Supporters of the bill, largely the Republican majority, say it will give employees enhanced flexibility in arranging their work and family time.

Opponents disagree. The bill "is about more flexibility for employers -- not for employees," says John Sweeney, president of the AFL-CIO. "Employers will be able to discriminate against employees who want overtime pay and employers would control when employees could use the comp time."

"Family Friend or Foe," a March report by the Economic Policy Institute written by economist Lonnie Golden, buttresses Sweeney's claim. The comp time proposal would lower the cost of overtime to employers, because they would pay workers later, Golden argues. Costs to employers would also be lowered if earned comp time was not redeemed, though the House bill contains provisions requiring employers to pay wages for unredeemed time. With the cost of overtime diminished, Golden writes, employers may schedule longer work weeks while pressuring employees to accept comp time rather than overtime pay.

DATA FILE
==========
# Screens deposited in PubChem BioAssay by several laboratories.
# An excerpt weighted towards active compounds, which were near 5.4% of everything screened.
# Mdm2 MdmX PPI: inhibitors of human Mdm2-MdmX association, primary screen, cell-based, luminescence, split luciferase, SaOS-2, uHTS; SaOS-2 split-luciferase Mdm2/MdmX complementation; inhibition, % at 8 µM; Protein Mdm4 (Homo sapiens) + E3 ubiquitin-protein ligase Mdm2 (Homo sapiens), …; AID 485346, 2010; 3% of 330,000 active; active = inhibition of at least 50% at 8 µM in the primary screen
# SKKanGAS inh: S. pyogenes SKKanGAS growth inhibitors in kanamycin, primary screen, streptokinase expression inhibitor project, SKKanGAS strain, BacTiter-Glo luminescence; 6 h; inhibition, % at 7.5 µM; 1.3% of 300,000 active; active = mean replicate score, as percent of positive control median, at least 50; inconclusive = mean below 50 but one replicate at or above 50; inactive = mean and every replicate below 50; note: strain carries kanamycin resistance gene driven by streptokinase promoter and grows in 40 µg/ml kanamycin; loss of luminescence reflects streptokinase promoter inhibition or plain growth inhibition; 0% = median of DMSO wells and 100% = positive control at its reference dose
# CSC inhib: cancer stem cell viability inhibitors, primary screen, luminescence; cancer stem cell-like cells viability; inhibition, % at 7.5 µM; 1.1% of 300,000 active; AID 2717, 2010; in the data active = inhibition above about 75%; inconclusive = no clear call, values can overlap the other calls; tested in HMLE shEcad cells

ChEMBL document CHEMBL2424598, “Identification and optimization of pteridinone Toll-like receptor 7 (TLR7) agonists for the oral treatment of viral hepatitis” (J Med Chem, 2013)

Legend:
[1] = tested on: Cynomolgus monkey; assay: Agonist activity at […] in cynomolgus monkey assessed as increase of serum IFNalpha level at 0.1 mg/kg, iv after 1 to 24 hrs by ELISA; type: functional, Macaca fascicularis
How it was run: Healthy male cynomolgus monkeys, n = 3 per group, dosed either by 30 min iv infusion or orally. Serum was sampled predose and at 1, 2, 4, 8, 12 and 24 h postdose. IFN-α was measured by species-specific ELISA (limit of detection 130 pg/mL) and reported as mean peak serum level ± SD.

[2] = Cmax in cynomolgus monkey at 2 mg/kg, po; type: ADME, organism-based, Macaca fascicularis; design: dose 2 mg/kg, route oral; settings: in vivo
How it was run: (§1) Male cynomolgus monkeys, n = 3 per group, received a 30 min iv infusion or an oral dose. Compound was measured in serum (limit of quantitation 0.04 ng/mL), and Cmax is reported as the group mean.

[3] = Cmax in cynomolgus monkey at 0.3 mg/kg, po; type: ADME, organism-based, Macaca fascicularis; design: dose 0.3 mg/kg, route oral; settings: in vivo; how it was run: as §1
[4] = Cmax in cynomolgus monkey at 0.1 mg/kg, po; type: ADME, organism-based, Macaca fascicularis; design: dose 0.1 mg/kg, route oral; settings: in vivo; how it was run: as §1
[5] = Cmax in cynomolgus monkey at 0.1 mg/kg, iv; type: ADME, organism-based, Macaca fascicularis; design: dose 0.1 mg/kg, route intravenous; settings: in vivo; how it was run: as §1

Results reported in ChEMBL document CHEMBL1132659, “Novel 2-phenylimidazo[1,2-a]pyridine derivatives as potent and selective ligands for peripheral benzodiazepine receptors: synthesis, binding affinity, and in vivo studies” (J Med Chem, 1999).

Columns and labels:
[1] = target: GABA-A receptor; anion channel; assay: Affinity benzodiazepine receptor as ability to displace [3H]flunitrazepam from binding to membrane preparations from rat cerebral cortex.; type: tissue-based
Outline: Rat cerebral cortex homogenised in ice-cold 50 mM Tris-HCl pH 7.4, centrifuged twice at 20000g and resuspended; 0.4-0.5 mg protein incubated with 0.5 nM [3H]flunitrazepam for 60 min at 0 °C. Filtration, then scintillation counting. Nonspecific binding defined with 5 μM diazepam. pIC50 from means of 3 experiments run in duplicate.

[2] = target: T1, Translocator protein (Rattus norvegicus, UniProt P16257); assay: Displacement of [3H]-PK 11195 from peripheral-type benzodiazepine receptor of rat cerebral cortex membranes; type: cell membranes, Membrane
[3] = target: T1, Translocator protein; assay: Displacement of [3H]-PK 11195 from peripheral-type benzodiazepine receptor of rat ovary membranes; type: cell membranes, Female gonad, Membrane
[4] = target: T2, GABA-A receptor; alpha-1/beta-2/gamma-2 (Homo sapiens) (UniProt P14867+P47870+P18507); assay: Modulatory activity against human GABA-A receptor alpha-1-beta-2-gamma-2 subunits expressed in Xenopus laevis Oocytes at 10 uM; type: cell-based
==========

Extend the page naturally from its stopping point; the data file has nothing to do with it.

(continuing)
Employees' flexibility in choosing when to redeem comp time may be limited as well. "To keep workers from cashing out, employers could simply shut down operations near year's end or during slow times and deduct hours from employee comp time accounts," Golden writes. Employers might also "deduct from comp time accounts hours that were previously taken off informally."